The Wild Angels 1966

Made at a time when the Hells Angels were creating a major moral panic across America, The Wild Angels opens with a preface: ‘The picture you are about to see will shock you and perhaps anger you. Although the events and characters are fictitious, the story is a reflection of our times.’

On its release, it was undeniably controversial, being banned in several countries. Newsweek branded it ‘an ugly piece of trash’ and other publications were equally scathing.

Would it prove contentious today in an age where shows like Game of Thrones (or even biker drama Sons of Anarchy) have gone out of their way to portray brutality like eye gouging and castration on a near weekly basis?

Certainly not for its violence, although plenty of other aspects might guarantee a slew of complaints if it were to be screened at any university film club. The male bikers are a highly misogynist bunch. There’s a rape and an attempted rape. There’s some casual racism and also a plethora of Nazi iconography on display throughout the movie – everything from a Swastika bedspread (honestly) to a coffin draped in a Nazi flag as Peter Fonda’s character Blues defines just exactly he wants to do during an extended – and spectacularly tasteless – funeral scene.

His speech may sound rousing when used in a sample – Mudhoney’s In ‘n’ Out of Grace was the first track to utilize it two years before Primal Screams’ Loaded – but in the context of the movie it comes across more as a selfish rant from a rebel without a coherent cause.

Despite this, The Wild Angels is compelling watch and very enjoyable too.

Aimed initially at the summer drive-in crowd, producer and director Roger Corman once again demonstrated his gift for giving a youthful audience the kind of subject matter that guaranteed they would flock to his films.

Peter Fonda plays Blues, the Prez of a Californian Angels chapter. He’s enigmatic and tough and to show how supercool he is, he doesn’t even take off his shades before wading into a fistfight with some Mexicans who have stolen his comrade’s chopper. Which inevitably he wins.

Blues is also the smartest of the bikers, although that wouldn’t be very difficult. He’s in a casual relationship with Mike (played rather woodenly by Nancy Sinatra). Yes, genuine American showbiz royalty here, folks. Corman must have heard the kerching sound of a cash register when he cast this pair.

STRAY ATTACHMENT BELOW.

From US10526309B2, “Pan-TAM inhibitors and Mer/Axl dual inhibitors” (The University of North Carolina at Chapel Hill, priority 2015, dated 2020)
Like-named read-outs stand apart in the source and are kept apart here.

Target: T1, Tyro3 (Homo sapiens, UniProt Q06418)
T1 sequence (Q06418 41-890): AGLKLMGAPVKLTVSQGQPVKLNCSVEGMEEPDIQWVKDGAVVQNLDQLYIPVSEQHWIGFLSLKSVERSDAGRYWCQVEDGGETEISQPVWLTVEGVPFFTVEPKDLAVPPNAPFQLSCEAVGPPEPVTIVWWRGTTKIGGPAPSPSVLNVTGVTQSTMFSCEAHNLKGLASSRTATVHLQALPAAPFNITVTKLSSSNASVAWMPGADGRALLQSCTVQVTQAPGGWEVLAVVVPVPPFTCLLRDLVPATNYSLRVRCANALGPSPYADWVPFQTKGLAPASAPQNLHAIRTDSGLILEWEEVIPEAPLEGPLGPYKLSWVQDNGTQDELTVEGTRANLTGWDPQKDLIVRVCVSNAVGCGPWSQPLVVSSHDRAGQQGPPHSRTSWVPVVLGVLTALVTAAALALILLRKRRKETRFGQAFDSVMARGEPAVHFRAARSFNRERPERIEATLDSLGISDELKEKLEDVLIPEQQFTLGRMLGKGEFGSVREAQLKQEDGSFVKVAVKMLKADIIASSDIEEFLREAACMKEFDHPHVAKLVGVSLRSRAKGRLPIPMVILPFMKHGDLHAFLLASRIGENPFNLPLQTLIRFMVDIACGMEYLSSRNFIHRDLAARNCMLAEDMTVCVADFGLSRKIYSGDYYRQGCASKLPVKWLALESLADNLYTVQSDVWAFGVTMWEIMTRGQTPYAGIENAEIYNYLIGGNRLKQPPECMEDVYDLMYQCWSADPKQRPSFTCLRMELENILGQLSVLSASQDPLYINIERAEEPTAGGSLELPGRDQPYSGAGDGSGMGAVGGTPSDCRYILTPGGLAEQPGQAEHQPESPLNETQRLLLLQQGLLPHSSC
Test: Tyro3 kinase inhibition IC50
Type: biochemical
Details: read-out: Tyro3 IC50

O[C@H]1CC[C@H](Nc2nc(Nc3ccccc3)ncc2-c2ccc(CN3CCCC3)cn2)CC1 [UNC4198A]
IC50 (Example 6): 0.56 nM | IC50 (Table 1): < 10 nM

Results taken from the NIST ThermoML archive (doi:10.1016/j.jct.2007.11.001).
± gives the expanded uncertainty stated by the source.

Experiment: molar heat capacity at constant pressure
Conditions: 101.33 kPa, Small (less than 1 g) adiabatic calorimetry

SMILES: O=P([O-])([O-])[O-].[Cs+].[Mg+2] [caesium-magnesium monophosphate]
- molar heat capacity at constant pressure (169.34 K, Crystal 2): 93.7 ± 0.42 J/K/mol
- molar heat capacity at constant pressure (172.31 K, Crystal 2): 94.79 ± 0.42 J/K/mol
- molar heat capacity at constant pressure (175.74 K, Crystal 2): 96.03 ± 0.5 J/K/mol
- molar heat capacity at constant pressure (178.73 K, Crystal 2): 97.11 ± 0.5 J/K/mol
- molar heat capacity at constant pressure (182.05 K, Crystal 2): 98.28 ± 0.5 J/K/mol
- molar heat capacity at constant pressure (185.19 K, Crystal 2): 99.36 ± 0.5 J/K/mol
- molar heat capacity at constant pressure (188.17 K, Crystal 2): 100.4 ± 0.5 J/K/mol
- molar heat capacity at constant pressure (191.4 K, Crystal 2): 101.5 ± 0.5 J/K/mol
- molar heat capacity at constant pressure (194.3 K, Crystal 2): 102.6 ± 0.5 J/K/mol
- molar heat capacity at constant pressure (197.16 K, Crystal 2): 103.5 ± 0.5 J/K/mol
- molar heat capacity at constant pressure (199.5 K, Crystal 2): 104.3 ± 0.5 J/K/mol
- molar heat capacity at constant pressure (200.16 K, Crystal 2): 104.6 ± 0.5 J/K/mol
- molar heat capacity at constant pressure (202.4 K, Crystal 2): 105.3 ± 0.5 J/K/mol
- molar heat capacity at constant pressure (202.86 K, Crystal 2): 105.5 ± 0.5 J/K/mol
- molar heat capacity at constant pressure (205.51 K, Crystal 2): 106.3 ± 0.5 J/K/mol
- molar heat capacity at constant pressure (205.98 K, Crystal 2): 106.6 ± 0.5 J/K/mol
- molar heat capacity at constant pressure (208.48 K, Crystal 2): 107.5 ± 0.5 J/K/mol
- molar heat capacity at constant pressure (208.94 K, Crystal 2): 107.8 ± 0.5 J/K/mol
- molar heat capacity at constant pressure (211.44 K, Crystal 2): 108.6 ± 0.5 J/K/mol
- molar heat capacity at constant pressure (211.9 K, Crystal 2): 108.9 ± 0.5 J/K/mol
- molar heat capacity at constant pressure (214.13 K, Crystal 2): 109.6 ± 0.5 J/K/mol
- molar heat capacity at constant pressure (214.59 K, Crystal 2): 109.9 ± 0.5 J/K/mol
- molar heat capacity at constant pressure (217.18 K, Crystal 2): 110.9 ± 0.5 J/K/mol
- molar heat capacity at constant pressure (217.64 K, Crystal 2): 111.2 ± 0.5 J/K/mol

Bruce Dern is Loser, Blue’s right hand man. He is married to Gaysh, played by Dianne Ladd, his real-life wife at the time and a dead ringer for her daughter Laura Dern round about the time of Wild At Heart.

There’s not much in the way of plot but, as per usual, Corman does a fantastic job of moving the action forward.

Unlike most biker flicks, Corman make it difficult to identify with the Angels. Early on when Blues is criticized by Loser’s war vet foreman for wearing an iron cross, Blues and Loser grapple him and threaten to take his teeth out with a wrench. Okay, the one percenter’s fascination with Nazi paraphernalia was nothing to do with Hitler’s ideology, rather a show of contempt towards straight society. As with some early punks in London it was more to do with shock tactics but was just plain wrong regardless.

Corman did speak with some local Angels along with writer Charles Griffith, and he claims that most of the major events in the film are based on true stories told to them by the outlaw bikers. He also made sure to employ a number of actual Angels from their Venice, California chapter on the project, treating them just like the professional actors. The bikers, though, later regretted their participation, which led to some highly dangerous consequences for the director as he discusses here:

Made on a budget of only $350,000 and shot in three weeks, The Wild Angels wasn’t the first biker movie, The Wild One was an obvious inspiration and even British kitchen sink drama The Leather Boys had been shot a couple of years beforehand.

It isn’t the best film of its kind either – Easy Rider, also starring Fonda, is far superior in just about every respect. The Wild Angels, though, did spawn the whole biker flick craze.

It was highly successful at the American box-office. According to Corman in the Corman’s World documentary, it made $16 million. Also remarkable is the fact that an independently made exploitation movie was chosen, along with classics like Fahrenheit 451, The War Game and The Battle of Algiers, to be screened at that year’s Venice Film Festival.

For more on Roger Corman click here.

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